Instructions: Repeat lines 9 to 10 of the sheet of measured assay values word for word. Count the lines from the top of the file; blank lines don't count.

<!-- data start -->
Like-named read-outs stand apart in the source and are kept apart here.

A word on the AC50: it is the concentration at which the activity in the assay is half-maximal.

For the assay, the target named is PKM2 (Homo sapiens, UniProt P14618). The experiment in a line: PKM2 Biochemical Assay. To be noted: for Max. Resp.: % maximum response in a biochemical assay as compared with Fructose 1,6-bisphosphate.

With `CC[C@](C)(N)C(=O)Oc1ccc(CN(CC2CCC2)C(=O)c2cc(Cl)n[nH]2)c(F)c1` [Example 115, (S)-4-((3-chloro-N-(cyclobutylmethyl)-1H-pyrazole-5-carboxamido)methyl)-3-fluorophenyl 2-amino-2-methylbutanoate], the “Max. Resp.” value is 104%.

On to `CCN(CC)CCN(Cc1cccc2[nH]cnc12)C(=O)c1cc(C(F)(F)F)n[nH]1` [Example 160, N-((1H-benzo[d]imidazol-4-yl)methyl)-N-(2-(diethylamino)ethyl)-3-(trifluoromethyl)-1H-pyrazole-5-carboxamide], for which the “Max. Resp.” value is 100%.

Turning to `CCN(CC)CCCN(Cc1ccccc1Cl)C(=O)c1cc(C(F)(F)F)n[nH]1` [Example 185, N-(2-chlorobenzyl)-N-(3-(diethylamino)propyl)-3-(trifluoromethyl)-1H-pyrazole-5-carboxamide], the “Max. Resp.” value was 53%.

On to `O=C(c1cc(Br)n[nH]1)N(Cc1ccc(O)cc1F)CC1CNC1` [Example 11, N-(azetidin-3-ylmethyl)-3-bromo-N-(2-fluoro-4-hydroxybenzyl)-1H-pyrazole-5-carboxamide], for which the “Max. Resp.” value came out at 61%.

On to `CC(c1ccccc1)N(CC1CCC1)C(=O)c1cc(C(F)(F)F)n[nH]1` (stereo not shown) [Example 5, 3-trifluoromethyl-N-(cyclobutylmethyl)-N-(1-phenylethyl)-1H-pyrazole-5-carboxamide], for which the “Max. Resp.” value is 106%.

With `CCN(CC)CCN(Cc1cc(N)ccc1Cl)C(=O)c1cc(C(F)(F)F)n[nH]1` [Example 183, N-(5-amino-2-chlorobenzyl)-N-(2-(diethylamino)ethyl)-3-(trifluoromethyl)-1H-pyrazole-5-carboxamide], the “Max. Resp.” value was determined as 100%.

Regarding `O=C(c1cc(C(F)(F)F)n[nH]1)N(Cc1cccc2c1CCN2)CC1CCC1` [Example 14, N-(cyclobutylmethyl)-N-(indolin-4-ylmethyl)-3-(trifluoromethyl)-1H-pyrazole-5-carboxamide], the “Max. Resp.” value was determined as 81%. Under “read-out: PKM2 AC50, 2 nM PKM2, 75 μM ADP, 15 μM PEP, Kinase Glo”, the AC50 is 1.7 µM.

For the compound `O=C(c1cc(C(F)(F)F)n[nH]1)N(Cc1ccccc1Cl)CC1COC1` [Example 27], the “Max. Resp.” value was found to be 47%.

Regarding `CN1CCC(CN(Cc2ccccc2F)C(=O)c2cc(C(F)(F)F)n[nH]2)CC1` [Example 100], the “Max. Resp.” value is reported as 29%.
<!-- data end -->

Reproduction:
With `CCN(CC)CCN(Cc1cc(N)ccc1Cl)C(=O)c1cc(C(F)(F)F)n[nH]1` [Example 183, N-(5-amino-2-chlorobenzyl)-N-(2-(diethylamino)ethyl)-3-(trifluoromethyl)-1H-pyrazole-5-carboxamide], the “Max. Resp.” value was determined as 100%.

Regarding `O=C(c1cc(C(F)(F)F)n[nH]1)N(Cc1cccc2c1CCN2)CC1CCC1` [Example 14, N-(cyclobutylmethyl)-N-(indolin-4-ylmethyl)-3-(trifluoromethyl)-1H-pyrazole-5-carboxamide], the “Max. Resp.” value was determined as 81%. Under “read-out: PKM2 AC50, 2 nM PKM2, 75 μM ADP, 15 μM PEP, Kinase Glo”, the AC50 is 1.7 µM.